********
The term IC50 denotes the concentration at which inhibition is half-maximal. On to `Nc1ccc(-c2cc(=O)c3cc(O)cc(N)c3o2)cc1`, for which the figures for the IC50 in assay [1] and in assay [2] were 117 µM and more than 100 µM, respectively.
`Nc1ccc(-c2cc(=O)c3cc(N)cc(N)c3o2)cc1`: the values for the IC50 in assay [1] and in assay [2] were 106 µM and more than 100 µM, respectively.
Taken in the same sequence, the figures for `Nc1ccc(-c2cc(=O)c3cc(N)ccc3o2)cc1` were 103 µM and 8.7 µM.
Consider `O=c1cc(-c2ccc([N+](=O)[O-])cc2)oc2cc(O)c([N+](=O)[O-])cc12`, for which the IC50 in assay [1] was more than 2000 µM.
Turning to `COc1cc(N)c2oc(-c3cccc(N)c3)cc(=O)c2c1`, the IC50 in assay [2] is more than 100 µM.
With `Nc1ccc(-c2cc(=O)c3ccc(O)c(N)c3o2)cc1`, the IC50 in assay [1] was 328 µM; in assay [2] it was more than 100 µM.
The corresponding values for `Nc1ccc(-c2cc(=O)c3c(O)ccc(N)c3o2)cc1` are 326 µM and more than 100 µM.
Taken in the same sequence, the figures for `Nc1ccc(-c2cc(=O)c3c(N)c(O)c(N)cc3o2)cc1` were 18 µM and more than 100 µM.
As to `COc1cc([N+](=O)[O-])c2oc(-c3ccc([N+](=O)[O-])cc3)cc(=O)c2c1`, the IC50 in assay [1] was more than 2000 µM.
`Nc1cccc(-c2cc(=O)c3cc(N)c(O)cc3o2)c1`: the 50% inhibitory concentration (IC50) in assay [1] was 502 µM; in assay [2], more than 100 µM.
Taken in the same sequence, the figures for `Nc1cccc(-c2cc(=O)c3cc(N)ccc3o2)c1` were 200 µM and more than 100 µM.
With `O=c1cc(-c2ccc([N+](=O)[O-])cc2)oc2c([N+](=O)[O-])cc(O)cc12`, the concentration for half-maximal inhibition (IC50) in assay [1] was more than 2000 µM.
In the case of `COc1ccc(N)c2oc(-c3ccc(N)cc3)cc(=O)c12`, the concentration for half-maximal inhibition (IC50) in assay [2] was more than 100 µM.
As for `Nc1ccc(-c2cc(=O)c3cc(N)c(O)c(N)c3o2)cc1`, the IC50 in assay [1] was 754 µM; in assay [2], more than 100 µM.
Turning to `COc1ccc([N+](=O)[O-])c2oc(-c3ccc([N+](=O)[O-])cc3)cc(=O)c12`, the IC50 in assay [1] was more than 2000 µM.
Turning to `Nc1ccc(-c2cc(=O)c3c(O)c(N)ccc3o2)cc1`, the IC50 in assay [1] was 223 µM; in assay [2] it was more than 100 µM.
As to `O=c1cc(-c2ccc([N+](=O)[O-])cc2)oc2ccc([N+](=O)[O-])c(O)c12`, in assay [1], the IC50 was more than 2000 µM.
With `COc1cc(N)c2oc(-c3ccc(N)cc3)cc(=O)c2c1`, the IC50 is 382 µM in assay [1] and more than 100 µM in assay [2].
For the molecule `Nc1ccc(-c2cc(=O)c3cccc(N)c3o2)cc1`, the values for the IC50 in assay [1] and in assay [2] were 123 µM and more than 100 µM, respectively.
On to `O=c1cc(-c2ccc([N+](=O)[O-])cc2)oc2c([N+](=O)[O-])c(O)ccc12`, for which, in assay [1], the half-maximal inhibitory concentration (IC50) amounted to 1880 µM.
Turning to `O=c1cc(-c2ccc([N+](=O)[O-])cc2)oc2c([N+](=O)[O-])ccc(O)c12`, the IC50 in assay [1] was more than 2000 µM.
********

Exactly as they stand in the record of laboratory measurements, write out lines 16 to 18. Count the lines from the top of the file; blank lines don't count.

Turning to `Nc1ccc(-c2cc(=O)c3c(O)c(N)ccc3o2)cc1`, the IC50 in assay [1] was 223 µM; in assay [2] it was more than 100 µM.
As to `O=c1cc(-c2ccc([N+](=O)[O-])cc2)oc2ccc([N+](=O)[O-])c(O)c12`, in assay [1], the IC50 was more than 2000 µM.
With `COc1cc(N)c2oc(-c3ccc(N)cc3)cc(=O)c2c1`, the IC50 is 382 µM in assay [1] and more than 100 µM in assay [2].